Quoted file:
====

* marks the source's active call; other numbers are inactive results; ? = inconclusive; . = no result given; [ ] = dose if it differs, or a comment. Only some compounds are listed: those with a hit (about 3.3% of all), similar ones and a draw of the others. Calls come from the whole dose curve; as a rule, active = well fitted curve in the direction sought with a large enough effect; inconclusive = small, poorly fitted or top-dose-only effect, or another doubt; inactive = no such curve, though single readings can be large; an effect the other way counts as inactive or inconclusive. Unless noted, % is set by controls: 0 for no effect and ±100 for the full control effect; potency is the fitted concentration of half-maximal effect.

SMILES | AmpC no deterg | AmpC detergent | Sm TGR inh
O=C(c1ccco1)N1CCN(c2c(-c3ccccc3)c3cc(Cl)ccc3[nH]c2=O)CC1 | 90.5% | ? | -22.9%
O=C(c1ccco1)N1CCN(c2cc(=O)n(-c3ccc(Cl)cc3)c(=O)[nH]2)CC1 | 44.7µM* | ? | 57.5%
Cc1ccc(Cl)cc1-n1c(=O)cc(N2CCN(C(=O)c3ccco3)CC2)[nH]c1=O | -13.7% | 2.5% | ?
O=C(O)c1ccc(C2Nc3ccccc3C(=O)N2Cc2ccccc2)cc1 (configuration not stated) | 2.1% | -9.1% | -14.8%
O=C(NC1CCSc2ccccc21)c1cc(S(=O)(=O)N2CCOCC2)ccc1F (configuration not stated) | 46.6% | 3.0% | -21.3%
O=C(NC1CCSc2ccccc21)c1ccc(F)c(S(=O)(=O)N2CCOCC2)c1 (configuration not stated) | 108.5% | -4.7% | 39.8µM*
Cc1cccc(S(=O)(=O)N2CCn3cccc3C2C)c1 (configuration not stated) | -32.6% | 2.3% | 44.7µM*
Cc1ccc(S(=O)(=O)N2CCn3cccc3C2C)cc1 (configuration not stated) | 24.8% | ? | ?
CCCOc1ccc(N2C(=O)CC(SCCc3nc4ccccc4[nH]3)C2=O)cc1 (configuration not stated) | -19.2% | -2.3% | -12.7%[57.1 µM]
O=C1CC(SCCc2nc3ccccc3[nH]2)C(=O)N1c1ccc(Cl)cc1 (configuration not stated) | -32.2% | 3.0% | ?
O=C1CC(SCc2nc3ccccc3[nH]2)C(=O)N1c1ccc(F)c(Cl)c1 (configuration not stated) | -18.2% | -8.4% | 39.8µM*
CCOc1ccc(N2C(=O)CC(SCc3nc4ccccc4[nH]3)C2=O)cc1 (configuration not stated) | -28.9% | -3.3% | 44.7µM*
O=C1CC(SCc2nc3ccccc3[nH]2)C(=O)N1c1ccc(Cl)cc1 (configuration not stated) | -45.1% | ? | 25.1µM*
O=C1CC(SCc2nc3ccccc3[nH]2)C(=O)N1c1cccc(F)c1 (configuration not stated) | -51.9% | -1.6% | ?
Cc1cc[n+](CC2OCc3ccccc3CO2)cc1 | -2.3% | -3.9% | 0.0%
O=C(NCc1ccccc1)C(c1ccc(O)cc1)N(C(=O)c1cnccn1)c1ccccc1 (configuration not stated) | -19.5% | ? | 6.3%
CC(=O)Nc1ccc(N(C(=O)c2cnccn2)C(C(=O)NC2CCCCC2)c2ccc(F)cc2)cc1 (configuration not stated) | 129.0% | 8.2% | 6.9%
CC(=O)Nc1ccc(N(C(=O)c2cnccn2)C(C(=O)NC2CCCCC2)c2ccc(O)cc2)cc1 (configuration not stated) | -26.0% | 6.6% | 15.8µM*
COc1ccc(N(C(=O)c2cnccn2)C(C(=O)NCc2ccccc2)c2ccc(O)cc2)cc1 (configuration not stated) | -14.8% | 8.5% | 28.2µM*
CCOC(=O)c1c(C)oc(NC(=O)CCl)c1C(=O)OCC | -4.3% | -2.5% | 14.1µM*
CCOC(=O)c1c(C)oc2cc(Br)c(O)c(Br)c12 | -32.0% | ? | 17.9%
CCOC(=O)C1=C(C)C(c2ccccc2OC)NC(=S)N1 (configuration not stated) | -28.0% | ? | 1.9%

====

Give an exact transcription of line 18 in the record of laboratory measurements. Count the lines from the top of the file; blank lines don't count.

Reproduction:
O=C(NCc1ccccc1)C(c1ccc(O)cc1)N(C(=O)c1cnccn1)c1ccccc1 (configuration not stated) | -19.5% | ? | 6.3%